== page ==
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The grass genera of the world

L. Watson, T.D. Macfarlane, and M.J. Dallwitz

Yakirra Lazarides & R. Webster

Yakirra: aboriginal name for some of the species.

~ Ichnanthus australiensis and relatives

Type species: Type: Y. pauciflora (R.Br.) Lazarides & R.D.Webster.

Habit, vegetative morphology. Annual, or perennial; caespitose. Culms 8–75 cm high; herbaceous; sparsely to amply branched above, or unbranched above. The branching simple. Culm nodes hairy, or glabrous. Culm leaf sheaths rounded. Culm internodes solid, or hollow. Leaves not basally aggregated; non-auriculate. Leaf blades linear to lanceolate; narrow; 1.5–7 mm wide (3–30 cm long); flat, or rolled; without cross venation. Ligule present; a fringe of hairs.

Reproductive organization. Plants bisexual, all with bisexual spikelets; with hermaphrodite florets.

Inflorescence. Inflorescence paniculate (rarely, reduced to racemes - e.g. in Y. australiensis); open, or contracted. Primary inflorescence branches inserted all around the main axis. Inflorescence espatheate; not comprising ‘partial inflorescences’ and foliar organs. Spikelet-bearing axes persistent. Spikelets solitary; not secund; pedicellate. Pedicel apices cupuliform.

Female-fertile spikelets. Spikelets 3.2–6.8 mm long; oblong, or elliptic, or obovate, or oblanceolate; adaxial (when appressed); compressed dorsiventrally; disarticulating above the glumes, or falling with the glumes; with a distinctly elongated rachilla internode between the glumes and with distinctly elongated rachilla internodes between the florets (the latter being a straight, swollen elaiosome). The upper floret conspicuously stipitate. The stipe beneath the upper floret not filiform; straight and swollen; homogeneous. Rachilla terminated by a female-fertile floret. Hairy callus absent.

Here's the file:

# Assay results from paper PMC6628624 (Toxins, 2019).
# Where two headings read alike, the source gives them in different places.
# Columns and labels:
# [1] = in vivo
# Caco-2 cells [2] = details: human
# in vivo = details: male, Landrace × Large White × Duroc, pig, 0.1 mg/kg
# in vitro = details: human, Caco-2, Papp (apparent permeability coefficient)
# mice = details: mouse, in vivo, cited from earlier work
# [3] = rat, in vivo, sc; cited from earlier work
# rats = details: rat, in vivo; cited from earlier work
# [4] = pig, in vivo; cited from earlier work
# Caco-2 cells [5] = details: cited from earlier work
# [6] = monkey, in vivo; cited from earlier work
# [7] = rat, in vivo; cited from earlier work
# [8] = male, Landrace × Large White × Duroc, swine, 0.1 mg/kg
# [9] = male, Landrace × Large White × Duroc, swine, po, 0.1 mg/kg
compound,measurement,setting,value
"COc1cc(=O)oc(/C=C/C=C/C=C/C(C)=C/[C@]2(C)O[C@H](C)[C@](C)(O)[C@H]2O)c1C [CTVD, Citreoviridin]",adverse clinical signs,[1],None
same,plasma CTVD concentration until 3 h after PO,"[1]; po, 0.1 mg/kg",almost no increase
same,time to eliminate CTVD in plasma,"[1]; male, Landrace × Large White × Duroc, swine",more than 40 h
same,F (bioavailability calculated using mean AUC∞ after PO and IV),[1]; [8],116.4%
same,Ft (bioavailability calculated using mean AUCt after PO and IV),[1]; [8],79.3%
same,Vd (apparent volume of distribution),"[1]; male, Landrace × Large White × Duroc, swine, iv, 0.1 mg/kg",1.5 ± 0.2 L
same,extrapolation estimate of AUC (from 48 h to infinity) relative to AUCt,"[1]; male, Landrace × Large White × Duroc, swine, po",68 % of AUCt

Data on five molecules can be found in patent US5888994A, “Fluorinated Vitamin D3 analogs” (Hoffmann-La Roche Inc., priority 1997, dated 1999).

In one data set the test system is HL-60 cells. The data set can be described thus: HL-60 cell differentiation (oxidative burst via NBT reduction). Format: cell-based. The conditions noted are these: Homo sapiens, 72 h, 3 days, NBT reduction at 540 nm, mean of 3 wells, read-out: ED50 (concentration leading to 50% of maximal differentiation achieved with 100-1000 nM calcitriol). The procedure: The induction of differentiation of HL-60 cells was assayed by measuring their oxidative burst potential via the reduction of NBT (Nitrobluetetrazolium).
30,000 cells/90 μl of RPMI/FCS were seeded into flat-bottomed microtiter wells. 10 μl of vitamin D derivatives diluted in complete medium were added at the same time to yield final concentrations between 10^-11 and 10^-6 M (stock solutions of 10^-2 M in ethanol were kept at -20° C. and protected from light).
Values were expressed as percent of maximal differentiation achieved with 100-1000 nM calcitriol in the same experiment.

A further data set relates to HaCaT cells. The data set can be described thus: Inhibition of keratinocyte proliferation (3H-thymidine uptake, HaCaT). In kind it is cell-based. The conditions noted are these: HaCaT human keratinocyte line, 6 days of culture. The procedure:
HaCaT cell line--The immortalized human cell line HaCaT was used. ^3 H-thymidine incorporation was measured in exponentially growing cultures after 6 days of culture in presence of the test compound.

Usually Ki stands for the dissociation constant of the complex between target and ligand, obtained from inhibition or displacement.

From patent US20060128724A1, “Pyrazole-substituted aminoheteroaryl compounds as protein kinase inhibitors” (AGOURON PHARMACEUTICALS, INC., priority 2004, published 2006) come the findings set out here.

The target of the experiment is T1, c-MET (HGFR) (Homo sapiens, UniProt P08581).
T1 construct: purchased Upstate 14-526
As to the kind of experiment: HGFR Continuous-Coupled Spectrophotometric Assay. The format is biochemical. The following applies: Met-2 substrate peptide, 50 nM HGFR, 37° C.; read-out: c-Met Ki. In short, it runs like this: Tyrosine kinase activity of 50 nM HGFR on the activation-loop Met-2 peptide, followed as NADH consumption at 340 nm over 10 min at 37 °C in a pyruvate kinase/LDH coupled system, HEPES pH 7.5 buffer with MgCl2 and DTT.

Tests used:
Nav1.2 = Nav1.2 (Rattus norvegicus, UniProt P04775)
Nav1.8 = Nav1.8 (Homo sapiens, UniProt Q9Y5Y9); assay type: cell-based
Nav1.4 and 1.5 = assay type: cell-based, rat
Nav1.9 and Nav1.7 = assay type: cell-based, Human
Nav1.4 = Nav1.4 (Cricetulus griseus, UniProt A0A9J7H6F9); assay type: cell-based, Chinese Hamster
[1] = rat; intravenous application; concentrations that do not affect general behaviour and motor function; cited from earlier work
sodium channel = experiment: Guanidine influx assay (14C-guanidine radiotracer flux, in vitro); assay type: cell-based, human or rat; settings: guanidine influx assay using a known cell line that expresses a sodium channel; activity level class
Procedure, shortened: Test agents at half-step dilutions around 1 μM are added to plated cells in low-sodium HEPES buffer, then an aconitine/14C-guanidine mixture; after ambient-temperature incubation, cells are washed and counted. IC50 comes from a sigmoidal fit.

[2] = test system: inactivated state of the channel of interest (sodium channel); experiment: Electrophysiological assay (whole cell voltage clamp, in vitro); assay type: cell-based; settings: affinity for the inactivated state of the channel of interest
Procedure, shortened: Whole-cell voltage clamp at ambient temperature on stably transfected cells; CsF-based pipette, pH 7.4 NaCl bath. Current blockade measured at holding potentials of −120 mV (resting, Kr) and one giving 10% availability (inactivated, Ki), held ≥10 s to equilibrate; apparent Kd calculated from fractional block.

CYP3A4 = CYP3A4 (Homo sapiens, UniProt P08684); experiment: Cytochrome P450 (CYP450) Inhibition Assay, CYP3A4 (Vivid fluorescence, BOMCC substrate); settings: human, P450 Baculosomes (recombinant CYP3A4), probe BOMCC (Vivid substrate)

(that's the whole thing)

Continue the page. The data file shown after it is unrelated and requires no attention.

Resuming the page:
Glumes present; two; very unequal; (the upper) long relative to the adjacent lemmas; hairy (with adaxial hairs at the apex of G2); (the lower) with distinct rows of hairs (with a transverse row of setae); pointed (acuminate to acute, ovate, elliptic to oblanceolate); awnless; non-carinate; membranous. Lower glume 3–9 nerved. Upper glume 5–9 nerved. Spikelets with incomplete florets. The incomplete florets proximal to the female-fertile florets. Spikelets with proximal incomplete florets. The proximal incomplete florets 1; paleate. Palea of the proximal incomplete florets fully developed to reduced. The proximal incomplete florets sterile. The proximal lemmas awnless; 5–9 nerved (elliptic to oblanceolate, acute to acuminate); longer than the fertile lemmas; less firm than the female-fertile lemmas (membranous); not becoming indurated.

Female-fertile florets 1. Lemmas acute; decidedly firmer than the glumes; smooth; becoming indurated; yellow in fruit, or brown in fruit; entire; pointed; awnless; hairless; glabrous; non-carinate (dorsally rounded); having the margins inrolled against the palea; with a clear germination flap; with strong nerves. Palea present; relatively long; entire; awnless, without apical setae; indurated; 2-nerved. Lodicules present; 2; fleshy; glabrous. Stamens 3. Ovary apically glabrous. Styles free to their bases. Stigmas 2; red pigmented.

Fruit, embryo and seedling. Fruit small; compressed dorsiventrally. Hilum short. Embryo large.